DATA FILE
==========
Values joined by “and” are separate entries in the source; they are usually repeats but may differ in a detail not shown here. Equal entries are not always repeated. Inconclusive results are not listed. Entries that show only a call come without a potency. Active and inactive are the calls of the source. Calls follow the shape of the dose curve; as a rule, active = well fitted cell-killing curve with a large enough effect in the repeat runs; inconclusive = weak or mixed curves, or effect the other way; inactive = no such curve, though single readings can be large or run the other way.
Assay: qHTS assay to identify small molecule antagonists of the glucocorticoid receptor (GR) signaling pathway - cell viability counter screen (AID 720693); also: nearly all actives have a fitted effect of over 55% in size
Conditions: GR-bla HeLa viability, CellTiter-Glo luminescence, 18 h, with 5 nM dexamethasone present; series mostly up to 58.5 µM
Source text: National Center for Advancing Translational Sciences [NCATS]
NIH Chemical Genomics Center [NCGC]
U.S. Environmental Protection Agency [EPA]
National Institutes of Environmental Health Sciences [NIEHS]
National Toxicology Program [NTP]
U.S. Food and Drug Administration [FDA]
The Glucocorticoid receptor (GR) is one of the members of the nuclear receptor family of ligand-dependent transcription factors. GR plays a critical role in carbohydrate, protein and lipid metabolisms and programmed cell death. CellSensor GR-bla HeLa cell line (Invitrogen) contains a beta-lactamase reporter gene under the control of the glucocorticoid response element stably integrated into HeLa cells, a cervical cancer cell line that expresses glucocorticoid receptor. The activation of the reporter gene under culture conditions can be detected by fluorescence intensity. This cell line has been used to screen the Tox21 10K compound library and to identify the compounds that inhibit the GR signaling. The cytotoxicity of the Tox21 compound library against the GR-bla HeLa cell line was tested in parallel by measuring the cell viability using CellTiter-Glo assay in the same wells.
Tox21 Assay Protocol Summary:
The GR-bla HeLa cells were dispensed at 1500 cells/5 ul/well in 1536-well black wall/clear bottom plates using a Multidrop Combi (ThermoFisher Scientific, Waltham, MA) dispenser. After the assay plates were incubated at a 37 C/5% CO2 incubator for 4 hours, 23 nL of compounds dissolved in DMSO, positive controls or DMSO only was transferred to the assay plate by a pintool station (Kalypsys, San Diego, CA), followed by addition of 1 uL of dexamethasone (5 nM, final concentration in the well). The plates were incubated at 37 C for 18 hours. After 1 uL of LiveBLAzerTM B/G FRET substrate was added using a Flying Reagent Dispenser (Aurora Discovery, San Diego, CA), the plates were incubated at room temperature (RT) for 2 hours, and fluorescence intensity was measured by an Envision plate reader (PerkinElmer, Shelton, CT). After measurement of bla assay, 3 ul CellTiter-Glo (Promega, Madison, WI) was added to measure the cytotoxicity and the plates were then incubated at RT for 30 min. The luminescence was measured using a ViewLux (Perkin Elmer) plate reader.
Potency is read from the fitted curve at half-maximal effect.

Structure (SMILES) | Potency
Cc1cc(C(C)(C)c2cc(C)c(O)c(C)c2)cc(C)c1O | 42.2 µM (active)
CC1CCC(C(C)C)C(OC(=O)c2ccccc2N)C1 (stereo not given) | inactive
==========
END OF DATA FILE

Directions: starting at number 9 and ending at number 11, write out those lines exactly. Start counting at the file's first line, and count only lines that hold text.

U.S. Food and Drug Administration [FDA]
The Glucocorticoid receptor (GR) is one of the members of the nuclear receptor family of ligand-dependent transcription factors. GR plays a critical role in carbohydrate, protein and lipid metabolisms and programmed cell death. CellSensor GR-bla HeLa cell line (Invitrogen) contains a beta-lactamase reporter gene under the control of the glucocorticoid response element stably integrated into HeLa cells, a cervical cancer cell line that expresses glucocorticoid receptor. The activation of the reporter gene under culture conditions can be detected by fluorescence intensity. This cell line has been used to screen the Tox21 10K compound library and to identify the compounds that inhibit the GR signaling. The cytotoxicity of the Tox21 compound library against the GR-bla HeLa cell line was tested in parallel by measuring the cell viability using CellTiter-Glo assay in the same wells.
Tox21 Assay Protocol Summary: